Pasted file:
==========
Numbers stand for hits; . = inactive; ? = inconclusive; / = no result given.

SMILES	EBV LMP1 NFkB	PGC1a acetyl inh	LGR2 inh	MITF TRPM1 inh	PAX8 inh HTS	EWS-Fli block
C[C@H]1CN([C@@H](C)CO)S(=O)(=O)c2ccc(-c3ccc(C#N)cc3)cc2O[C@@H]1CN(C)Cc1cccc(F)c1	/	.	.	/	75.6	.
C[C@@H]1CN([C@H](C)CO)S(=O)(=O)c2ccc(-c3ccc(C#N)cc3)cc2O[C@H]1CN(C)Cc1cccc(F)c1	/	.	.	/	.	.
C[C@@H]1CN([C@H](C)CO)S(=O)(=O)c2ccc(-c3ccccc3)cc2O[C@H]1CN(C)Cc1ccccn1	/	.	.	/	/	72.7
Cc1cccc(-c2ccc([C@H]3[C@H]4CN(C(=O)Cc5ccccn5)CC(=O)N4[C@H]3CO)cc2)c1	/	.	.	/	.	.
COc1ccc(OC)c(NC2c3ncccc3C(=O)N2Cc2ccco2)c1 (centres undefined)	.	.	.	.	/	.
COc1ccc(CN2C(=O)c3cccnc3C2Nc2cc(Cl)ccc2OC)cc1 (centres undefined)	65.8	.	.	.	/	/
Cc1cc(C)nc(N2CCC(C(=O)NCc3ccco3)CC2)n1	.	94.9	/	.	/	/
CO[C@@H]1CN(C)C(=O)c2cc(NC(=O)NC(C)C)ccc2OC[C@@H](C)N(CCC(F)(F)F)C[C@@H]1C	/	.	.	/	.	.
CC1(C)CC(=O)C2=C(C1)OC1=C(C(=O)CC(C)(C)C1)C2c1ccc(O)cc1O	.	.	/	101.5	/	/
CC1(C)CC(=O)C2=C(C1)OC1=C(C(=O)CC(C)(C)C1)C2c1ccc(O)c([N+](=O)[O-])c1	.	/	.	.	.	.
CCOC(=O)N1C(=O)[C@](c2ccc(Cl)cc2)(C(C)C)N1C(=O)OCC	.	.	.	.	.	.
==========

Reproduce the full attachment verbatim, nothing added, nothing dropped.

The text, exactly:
Numbers stand for hits; . = inactive; ? = inconclusive; / = no result given.

SMILES	EBV LMP1 NFkB	PGC1a acetyl inh	LGR2 inh	MITF TRPM1 inh	PAX8 inh HTS	EWS-Fli block
C[C@H]1CN([C@@H](C)CO)S(=O)(=O)c2ccc(-c3ccc(C#N)cc3)cc2O[C@@H]1CN(C)Cc1cccc(F)c1	/	.	.	/	75.6	.
C[C@@H]1CN([C@H](C)CO)S(=O)(=O)c2ccc(-c3ccc(C#N)cc3)cc2O[C@H]1CN(C)Cc1cccc(F)c1	/	.	.	/	.	.
C[C@@H]1CN([C@H](C)CO)S(=O)(=O)c2ccc(-c3ccccc3)cc2O[C@H]1CN(C)Cc1ccccn1	/	.	.	/	/	72.7
Cc1cccc(-c2ccc([C@H]3[C@H]4CN(C(=O)Cc5ccccn5)CC(=O)N4[C@H]3CO)cc2)c1	/	.	.	/	.	.
COc1ccc(OC)c(NC2c3ncccc3C(=O)N2Cc2ccco2)c1 (centres undefined)	.	.	.	.	/	.
COc1ccc(CN2C(=O)c3cccnc3C2Nc2cc(Cl)ccc2OC)cc1 (centres undefined)	65.8	.	.	.	/	/
Cc1cc(C)nc(N2CCC(C(=O)NCc3ccco3)CC2)n1	.	94.9	/	.	/	/
CO[C@@H]1CN(C)C(=O)c2cc(NC(=O)NC(C)C)ccc2OC[C@@H](C)N(CCC(F)(F)F)C[C@@H]1C	/	.	.	/	.	.
CC1(C)CC(=O)C2=C(C1)OC1=C(C(=O)CC(C)(C)C1)C2c1ccc(O)cc1O	.	.	/	101.5	/	/
CC1(C)CC(=O)C2=C(C1)OC1=C(C(=O)CC(C)(C)C1)C2c1ccc(O)c([N+](=O)[O-])c1	.	/	.	.	.	.
CCOC(=O)N1C(=O)[C@](c2ccc(Cl)cc2)(C(C)C)N1C(=O)OCC	.	.	.	.	.	.